‘99’ Reasons To Go For a Beer
A hot summer day is, for many, ideal for enjoying beer outside, but the string of mid 90s scorchers these past few days, the mercury even climbing to 99 one day, has been a bit much. Even the Captain Lawrence patio’s considerable charms—the Adirondack chairs, grub off the Village Dog grill, the spacious tables—weren’t quite enough to draw visitors, plural, on a breezeless late-afternoon when the mercury hit 95.
Richard Zeman is the lone man on the patio. Richard is from Manhattan, and teaches in the cell biology department at nearby New York Medical College. He’s an early arrival for a gathering of professors and students, and says the chair, besides being comfy, enables him to see his friends arrive from the various parking lots.
“I’m trying to figure out where people are, where they’re coming from,” he says. “I can wait for them from this vantage point.”
Richard sips a Pale Ale (“Great. Real crisp. A bite to it. Cold—it just seems right.”). He says he’s holding up OK in the heat, despite the black jeans and long-sleeve shirt.
A fellow professor sneaks up from behind.
“It’s 90 degrees! The beer is inside!” thunders Richard’s pal. “What part of this are we not getting?”
Richard smiles and takes a cool sip. His friend shakes his head and ventures inside.
In fact, there is one other man sitting outside: Rob Cooper, unflappable grillmaster for the Village Dog purveyor of tasty bar grub. He sits on a beach chair with its own canopy, envisioning cooler climes. “I feel terrible for him,” says Dennis the doorman, nestled in the 76 degree-tasting room’s cool embrace.
Rob speaks of the food stand’s “Bermuda Triangle”—standing between the fryer, barbecue and cart, each giving off its own blast of fiery hell. “Plus, you’ve got the sun overhead,” he says. “And beer doesn’t help.”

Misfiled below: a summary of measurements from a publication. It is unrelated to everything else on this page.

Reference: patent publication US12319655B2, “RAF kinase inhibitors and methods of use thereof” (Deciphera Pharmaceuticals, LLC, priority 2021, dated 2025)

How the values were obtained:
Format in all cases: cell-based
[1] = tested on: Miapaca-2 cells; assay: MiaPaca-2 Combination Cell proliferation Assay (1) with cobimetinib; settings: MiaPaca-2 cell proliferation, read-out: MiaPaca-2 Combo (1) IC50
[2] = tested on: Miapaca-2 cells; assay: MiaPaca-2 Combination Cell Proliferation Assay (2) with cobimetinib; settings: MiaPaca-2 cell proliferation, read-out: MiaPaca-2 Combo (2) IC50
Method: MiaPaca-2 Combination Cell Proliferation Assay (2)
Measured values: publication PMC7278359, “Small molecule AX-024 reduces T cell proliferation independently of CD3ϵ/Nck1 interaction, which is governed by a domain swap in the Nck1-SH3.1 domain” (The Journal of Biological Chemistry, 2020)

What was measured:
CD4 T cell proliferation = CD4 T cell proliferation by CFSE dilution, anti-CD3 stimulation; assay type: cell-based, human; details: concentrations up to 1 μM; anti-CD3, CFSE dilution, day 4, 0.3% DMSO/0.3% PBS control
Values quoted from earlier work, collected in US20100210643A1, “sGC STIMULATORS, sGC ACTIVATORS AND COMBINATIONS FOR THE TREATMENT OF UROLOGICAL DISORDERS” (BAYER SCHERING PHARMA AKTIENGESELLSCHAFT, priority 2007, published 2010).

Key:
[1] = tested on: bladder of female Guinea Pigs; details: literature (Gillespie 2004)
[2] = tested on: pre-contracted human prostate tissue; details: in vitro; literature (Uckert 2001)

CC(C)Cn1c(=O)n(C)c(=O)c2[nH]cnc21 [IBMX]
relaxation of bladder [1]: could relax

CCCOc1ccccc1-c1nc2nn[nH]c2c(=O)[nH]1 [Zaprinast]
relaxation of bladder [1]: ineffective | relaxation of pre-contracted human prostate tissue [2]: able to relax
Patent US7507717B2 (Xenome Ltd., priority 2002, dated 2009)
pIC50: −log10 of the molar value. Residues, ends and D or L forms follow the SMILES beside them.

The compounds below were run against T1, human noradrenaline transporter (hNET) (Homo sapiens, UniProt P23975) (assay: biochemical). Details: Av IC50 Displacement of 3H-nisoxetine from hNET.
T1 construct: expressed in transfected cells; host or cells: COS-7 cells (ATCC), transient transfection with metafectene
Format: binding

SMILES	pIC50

What does? A few quick breaks inside, says Rob.
Indeed, the AC is humming. The Beatles’ “Carry That Weight” is on. A new brew, Monkey Madness, is a Belgian-style golden ale brewed with mango puree. There is some of the piney A.L.S. Pale Ale left, and the sweet and malty St. Vincent’s Quad. Aaron at the bar says the Sun Block, Kolsch and Liquid Gold are particularly popular when the weather gets sultry.
Walter Firkins of Valhalla has popped in after a movie for one of those Liquid Golds, extending his time in conditioned air a little longer. Ellie Kassner has made the trip across the river with her “best friends”—that would be mom Avis and dad Eric. Ellie is a “beertender” at Defiant Brewing Company in Pearl River. She says beer works well on a day like this.
“You need to hydrate,” she says with a smile and a Pale Ale. “You need to even more on a day like this.”
The Kassner clan seems particularly adept at finding positives out of less than positive situations. Eric, quaffing the Liquid Gold, is holding up just fine in the heat wave. “I can’t say it affects me,” he says. “This is a fun way to get your mind off the weather.”
For Avis, who enjoys a cool Kolsch, this kind of weather gets her out of an onerous chore. “When it’s this hot, I have someone else cook dinner,” she says—meaning Rob Cooper’s stay under that cooling canopy may not be for long.
Richard Zeman has finally found his way inside. (“I enjoyed the seat, but this is where the gathering is now,” he says.) But a few burly men have taken to the bocce court, even if their throws are a bit languorous in the summer stifle. “We were in Kansas for a month and a half, and it was 106 and humid every day,” says Greg Theophall of Mount Vernon. “Here, it’s nothing.”
He cools off with the popular Liquid Gold, while bud Matt Joe of Hartsdale has the Monkey Madness. Greg turns a bit philosophical when discussing the weather: summer is finite, he notes, and not to be wasted. “I’m not gonna let the heat sacrifice my time outside,” he says.
Indeed, the cool weather, and all of its respective pastimes, will be here before we know it. For some, that’s not soon enough.
“I wish it was snowing,” says Eric Kassner, “and we could all go skiing this weekend.”
Captain Lawrence Brewing, at 444 Saw Mill River Road in Elmsford, is open Wednesday through Sunday. The author is paid by Captain Lawrence, partially in Freshchester Pale Ale, for “Notes From the Tasting Room.”